Although Karsten Schmidt features in ‘branding’ and some of his work falls loosely in that category, the software developer, designer and artist defies categorisation. ‘I try not to go down any specific route, and I try not to specialise at all,’ he says, and what the likes of Moving Brands, design collective Universal Everything and other clients employ him for is difficult to define in any traditional sense. Schmidt harnesses code for the creative world, applying software tools to express his, and his clients’, ideas. ‘Code is just abstraction,’ he explains. ‘If you learn to programme, you learn a new language, and that language can help you express your ideas in a better way than any other tool.’
But it’s not merely about computers, he adds. A lot of the techniques can be applied to other areas. Mozart was one of the first generative artists, says Schmidt, creating a set of rules to allow an astronomical number of possible minuets, for example.
Schmidt’s recent work includes the digital concept and design of installations for the London College of Fashion’s graduate show through Moving Brands, helping the college convey an identity at the forefront of innovation. Visitors could view students’ portfolios by placing a calling card bearing a unique computer vision marker on a table. The table would read the marker and load the portfolio, allowing viewers to browse by twisting the card. Schmidt has also created branding and generative design for the Sheffield Lovebytes digital arts festival and a motion graphics piece with Universal Everything for Nokia’s presence at Heathrow Terminal 5, where he has created an endless succession of unique characters through generative software.
Schmidt’s programming life started in his teens with an afternoon computer course in his native East Germany. After years in the competitive world of then-underground community Demoscene, Schmidt now finds himself in a creative no man’s land. ‘I am somewhere between two groups,’ he says. ‘I try to tackle design projects via software, but I’m not part of the software industry, and I’m not really accepted by the graphic design camp because of my different background.’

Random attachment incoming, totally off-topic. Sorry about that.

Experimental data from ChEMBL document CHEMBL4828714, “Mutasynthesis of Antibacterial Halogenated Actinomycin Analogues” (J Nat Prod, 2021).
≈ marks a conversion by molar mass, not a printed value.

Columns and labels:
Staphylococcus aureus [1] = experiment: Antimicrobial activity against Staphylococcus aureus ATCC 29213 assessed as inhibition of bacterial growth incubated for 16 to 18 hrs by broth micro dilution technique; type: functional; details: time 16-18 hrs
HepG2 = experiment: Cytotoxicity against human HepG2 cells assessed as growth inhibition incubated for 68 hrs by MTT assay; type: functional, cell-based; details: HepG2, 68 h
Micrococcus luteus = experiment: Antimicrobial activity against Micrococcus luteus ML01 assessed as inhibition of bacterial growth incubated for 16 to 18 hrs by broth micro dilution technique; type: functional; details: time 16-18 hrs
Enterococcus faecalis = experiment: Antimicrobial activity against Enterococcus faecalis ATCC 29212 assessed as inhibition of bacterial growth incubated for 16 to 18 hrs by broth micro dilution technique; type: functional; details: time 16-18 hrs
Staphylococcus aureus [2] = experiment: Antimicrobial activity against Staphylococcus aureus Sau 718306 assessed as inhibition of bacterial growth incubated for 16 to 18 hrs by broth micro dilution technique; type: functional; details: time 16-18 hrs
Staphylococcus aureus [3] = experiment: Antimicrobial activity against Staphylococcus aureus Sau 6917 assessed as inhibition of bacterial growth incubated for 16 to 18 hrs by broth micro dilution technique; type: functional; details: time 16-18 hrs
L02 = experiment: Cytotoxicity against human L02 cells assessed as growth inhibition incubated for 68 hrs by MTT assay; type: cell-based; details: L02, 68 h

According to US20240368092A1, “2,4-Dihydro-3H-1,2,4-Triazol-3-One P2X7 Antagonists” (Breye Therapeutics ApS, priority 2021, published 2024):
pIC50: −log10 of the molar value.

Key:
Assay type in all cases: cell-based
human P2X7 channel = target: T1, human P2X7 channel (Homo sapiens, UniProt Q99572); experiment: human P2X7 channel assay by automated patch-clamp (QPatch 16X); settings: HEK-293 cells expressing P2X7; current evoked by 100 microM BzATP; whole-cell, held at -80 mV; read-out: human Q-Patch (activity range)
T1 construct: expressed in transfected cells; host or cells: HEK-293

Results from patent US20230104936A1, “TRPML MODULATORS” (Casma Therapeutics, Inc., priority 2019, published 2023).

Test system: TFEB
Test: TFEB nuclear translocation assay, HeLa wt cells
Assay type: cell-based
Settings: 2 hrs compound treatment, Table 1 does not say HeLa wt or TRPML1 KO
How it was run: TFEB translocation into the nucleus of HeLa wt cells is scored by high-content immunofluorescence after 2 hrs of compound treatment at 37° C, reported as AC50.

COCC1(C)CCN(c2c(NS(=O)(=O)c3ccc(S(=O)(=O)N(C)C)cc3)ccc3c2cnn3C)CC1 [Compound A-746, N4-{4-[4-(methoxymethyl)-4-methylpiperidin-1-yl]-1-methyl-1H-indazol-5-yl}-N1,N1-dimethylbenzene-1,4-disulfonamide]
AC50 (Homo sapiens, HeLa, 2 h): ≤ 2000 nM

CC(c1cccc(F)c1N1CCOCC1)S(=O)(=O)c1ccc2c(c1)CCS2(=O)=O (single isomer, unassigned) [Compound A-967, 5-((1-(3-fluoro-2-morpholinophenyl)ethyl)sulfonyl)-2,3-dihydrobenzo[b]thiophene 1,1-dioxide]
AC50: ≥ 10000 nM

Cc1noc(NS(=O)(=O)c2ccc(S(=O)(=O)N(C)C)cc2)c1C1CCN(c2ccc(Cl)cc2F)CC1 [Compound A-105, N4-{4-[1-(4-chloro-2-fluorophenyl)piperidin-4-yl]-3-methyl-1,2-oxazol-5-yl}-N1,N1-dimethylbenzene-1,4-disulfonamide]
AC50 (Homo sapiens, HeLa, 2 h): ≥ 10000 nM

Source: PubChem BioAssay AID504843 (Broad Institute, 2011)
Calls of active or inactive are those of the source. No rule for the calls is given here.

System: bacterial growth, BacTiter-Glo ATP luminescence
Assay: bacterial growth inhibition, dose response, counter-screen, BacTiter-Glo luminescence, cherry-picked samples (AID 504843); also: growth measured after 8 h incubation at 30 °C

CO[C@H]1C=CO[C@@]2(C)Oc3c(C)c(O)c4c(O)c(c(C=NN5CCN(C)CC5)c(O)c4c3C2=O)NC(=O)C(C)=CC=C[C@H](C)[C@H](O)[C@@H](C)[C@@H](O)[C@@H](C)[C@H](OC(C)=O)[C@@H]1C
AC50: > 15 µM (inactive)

Not that he particularly minds, however. ‘There seems to be a niche and a lot of interest in the type of work that I do,’ he says. That niche is making the most out of the unimaginable power of computers, pushing them to the limits of what is possible – light years away from off-the-shelf products offered by the likes of Adobe.
Creating his own tools is important to Schmidt. He lauds Open Source software sharing and encourages everyone to take advantage of it. ‘The glue between all the different [design] disciplines is code,’ he says. ‘People have to realise that they have machines that are so powerful. You can only get an idea once you start writing your own code, and you start to push things in directions you never knew existed.’
Schmidt is also pushing himself in his own work. He is currently creating an audio-responsive, generative sound sculpture for Universal Everything’s ongoing Advanced Beauty project, which will be displayed at London’s Victoria & Albert Museum, and he strives to find a balance between his artistic and commercial work. ‘There is benefit in both,’ he says. ‘If you have the freedom to go quite mad artistically, that keeps you sharp for your more commercial work.’ With the power of code at his beck and call, Schmidt could not be sharper.